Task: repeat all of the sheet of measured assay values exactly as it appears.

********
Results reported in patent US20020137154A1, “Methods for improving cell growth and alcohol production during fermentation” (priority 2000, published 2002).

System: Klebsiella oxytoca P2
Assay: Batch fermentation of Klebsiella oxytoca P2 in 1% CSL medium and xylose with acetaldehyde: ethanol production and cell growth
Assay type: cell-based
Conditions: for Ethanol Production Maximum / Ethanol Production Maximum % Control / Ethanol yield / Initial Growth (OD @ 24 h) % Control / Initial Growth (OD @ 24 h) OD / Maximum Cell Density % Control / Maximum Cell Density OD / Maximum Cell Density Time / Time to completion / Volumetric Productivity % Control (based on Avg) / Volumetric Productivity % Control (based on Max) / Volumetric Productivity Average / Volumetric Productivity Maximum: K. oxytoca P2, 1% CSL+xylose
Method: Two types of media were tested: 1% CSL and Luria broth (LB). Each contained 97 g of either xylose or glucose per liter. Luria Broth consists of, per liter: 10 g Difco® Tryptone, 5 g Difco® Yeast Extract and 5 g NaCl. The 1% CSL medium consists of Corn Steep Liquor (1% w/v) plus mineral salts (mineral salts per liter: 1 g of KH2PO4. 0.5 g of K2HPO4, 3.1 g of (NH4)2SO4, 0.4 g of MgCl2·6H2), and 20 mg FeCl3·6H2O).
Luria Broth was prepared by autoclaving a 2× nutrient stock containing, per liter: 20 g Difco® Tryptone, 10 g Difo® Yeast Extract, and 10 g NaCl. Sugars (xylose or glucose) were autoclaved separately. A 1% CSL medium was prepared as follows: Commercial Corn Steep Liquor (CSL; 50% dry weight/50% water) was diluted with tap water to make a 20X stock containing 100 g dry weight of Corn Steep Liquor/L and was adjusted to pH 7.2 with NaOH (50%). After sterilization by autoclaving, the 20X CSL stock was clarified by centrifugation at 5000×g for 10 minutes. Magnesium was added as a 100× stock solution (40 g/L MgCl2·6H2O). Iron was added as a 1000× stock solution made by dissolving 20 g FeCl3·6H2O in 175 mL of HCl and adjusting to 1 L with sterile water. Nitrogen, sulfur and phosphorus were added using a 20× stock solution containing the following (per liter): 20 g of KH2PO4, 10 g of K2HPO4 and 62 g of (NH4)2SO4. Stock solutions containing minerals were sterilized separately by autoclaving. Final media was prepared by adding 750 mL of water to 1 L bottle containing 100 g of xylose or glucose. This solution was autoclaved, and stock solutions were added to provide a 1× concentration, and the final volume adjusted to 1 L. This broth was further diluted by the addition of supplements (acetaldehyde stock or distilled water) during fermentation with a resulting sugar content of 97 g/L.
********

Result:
Results reported in patent US20020137154A1, “Methods for improving cell growth and alcohol production during fermentation” (priority 2000, published 2002).

System: Klebsiella oxytoca P2
Assay: Batch fermentation of Klebsiella oxytoca P2 in 1% CSL medium and xylose with acetaldehyde: ethanol production and cell growth
Assay type: cell-based
Conditions: for Ethanol Production Maximum / Ethanol Production Maximum % Control / Ethanol yield / Initial Growth (OD @ 24 h) % Control / Initial Growth (OD @ 24 h) OD / Maximum Cell Density % Control / Maximum Cell Density OD / Maximum Cell Density Time / Time to completion / Volumetric Productivity % Control (based on Avg) / Volumetric Productivity % Control (based on Max) / Volumetric Productivity Average / Volumetric Productivity Maximum: K. oxytoca P2, 1% CSL+xylose
Method: Two types of media were tested: 1% CSL and Luria broth (LB). Each contained 97 g of either xylose or glucose per liter. Luria Broth consists of, per liter: 10 g Difco® Tryptone, 5 g Difco® Yeast Extract and 5 g NaCl. The 1% CSL medium consists of Corn Steep Liquor (1% w/v) plus mineral salts (mineral salts per liter: 1 g of KH2PO4. 0.5 g of K2HPO4, 3.1 g of (NH4)2SO4, 0.4 g of MgCl2·6H2), and 20 mg FeCl3·6H2O).
Luria Broth was prepared by autoclaving a 2× nutrient stock containing, per liter: 20 g Difco® Tryptone, 10 g Difo® Yeast Extract, and 10 g NaCl. Sugars (xylose or glucose) were autoclaved separately. A 1% CSL medium was prepared as follows: Commercial Corn Steep Liquor (CSL; 50% dry weight/50% water) was diluted with tap water to make a 20X stock containing 100 g dry weight of Corn Steep Liquor/L and was adjusted to pH 7.2 with NaOH (50%). After sterilization by autoclaving, the 20X CSL stock was clarified by centrifugation at 5000×g for 10 minutes. Magnesium was added as a 100× stock solution (40 g/L MgCl2·6H2O). Iron was added as a 1000× stock solution made by dissolving 20 g FeCl3·6H2O in 175 mL of HCl and adjusting to 1 L with sterile water. Nitrogen, sulfur and phosphorus were added using a 20× stock solution containing the following (per liter): 20 g of KH2PO4, 10 g of K2HPO4 and 62 g of (NH4)2SO4. Stock solutions containing minerals were sterilized separately by autoclaving. Final media was prepared by adding 750 mL of water to 1 L bottle containing 100 g of xylose or glucose. This solution was autoclaved, and stock solutions were added to provide a 1× concentration, and the final volume adjusted to 1 L. This broth was further diluted by the addition of supplements (acetaldehyde stock or distilled water) during fermentation with a resulting sugar content of 97 g/L.